If something happens, there is some news about the company, the Champion should give a précis. If the share price moves up or down more than normal then the Champion should be find out why and report the reason.
The Champion's task is not an onerous one. Most of us nowadays have access to share prices, either via the financial information providers on the Internet, teletext or newspapers. A quick check on a daily basis is all that is needed to monitor what is going on.
Beware of Wally or Winifred Wotif. Most investment clubs have got one of them as a member (although they are probably using pseudonyms) and you will recognize them because invariably they start off by saying: “Mr. Chairperson, I hope you don't mind an interruption, but on a point of order…”
There follows a long and involved statement, usually unrelated to the subject being previously discussed, but most Winifreds or Wallys are wily enough to make their diatribe interesting enough to spark off a club discussion.
“What if (Wotif – gerrit?) the club chairman and the treasurer are traveling in the same car and there's an accident and they both break their right arms? Because they both have to countersign club cheques how will we buy shares?”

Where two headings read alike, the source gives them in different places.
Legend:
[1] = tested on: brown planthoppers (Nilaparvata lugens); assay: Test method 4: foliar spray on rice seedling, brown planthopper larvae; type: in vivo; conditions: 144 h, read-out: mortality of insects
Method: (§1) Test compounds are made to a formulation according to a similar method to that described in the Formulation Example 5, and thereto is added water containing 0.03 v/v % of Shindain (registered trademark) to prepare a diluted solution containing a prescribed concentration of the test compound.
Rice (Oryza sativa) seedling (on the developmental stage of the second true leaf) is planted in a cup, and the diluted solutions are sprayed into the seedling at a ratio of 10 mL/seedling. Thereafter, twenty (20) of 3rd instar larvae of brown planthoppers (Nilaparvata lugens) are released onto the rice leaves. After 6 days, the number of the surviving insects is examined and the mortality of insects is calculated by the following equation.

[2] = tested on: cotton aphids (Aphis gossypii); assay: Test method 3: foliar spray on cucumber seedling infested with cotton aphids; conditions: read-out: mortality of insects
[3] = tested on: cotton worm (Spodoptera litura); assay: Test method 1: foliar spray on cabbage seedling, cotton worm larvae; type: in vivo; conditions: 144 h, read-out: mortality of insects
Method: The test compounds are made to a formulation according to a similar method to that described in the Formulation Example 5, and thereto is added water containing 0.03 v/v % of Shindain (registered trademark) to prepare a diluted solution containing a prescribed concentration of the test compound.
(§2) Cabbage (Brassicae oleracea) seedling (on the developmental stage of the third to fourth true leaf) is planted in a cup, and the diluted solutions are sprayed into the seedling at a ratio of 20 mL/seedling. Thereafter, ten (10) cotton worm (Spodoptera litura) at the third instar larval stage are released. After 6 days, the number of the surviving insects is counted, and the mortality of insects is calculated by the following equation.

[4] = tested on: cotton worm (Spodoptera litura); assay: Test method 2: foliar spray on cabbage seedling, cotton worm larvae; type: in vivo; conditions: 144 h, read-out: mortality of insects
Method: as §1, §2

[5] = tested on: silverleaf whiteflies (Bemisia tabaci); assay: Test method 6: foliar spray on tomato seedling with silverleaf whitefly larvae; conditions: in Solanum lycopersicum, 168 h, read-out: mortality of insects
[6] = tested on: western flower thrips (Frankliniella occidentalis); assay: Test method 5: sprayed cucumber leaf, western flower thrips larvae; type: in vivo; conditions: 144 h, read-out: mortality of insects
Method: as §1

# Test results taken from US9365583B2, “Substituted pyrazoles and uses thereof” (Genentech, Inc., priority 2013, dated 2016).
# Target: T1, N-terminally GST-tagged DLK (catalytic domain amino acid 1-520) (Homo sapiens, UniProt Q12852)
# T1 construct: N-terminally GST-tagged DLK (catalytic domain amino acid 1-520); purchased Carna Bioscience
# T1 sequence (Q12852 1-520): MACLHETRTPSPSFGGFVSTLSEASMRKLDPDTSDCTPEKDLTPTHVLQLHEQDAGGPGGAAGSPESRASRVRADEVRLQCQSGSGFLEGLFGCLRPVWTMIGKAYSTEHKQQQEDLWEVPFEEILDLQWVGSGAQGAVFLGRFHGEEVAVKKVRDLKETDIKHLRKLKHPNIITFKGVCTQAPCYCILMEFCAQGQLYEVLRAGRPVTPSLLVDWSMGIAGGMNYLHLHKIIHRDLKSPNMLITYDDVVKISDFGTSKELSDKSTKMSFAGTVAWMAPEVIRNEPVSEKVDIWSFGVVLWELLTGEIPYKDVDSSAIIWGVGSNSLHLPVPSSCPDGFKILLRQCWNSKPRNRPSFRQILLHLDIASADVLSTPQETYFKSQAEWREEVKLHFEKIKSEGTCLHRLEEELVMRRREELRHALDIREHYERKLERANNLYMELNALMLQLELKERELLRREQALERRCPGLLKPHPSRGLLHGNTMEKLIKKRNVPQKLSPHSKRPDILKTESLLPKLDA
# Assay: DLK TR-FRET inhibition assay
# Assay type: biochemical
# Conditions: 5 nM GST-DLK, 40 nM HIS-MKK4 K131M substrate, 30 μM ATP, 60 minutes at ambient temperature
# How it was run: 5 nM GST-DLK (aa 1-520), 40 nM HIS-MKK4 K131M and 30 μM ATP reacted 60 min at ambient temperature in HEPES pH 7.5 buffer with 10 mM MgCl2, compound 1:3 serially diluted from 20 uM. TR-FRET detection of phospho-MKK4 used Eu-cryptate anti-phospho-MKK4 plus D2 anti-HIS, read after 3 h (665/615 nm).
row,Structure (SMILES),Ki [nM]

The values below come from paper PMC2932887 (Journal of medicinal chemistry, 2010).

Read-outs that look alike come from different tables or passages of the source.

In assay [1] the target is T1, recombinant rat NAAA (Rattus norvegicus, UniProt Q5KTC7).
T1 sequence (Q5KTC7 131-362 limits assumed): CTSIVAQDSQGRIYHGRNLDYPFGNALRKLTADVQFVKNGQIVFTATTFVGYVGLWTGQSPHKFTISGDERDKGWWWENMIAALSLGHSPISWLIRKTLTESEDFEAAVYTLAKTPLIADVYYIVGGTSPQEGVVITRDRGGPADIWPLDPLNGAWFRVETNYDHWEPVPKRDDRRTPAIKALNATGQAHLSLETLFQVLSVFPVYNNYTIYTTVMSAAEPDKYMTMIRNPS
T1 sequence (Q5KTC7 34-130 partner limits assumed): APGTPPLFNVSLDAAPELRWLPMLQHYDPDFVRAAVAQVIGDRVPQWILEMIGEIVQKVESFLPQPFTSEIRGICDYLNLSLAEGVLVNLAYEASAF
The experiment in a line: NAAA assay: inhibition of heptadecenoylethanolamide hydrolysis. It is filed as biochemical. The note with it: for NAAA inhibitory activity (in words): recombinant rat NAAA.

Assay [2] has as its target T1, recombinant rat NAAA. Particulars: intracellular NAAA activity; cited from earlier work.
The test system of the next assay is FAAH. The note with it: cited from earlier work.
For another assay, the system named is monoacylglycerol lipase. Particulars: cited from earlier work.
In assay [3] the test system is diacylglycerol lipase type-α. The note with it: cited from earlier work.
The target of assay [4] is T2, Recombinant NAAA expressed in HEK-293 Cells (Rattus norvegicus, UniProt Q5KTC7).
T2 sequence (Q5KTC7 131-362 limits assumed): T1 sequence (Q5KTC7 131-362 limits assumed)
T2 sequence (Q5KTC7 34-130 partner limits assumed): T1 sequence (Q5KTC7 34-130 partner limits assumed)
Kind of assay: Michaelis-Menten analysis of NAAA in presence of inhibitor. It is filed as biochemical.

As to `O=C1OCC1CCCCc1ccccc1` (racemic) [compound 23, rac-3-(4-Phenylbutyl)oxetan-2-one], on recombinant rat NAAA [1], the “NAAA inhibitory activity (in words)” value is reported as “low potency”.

“What if the club treasurer, who instructs the broker to buy and sell shares on our behalf, cleans the portfolio out and runs off with the proceeds?”
“What if we refuse to provide personal details, such as our National Insurance numbers, to the Inland Revenue for the club's annual return? Can we still continue to trade?”
You'll probably agree that, while they are slightly obscure, the queries deserve an answer. The problem is that the solutions are never simple so Winifred and Wally watch gleefully as the discussion they have started escalates into a full-blown debate. Soon it is going-home time and there's been no chance to do what the club is in being for – proposing, considering and choosing shares that are going to go up in value.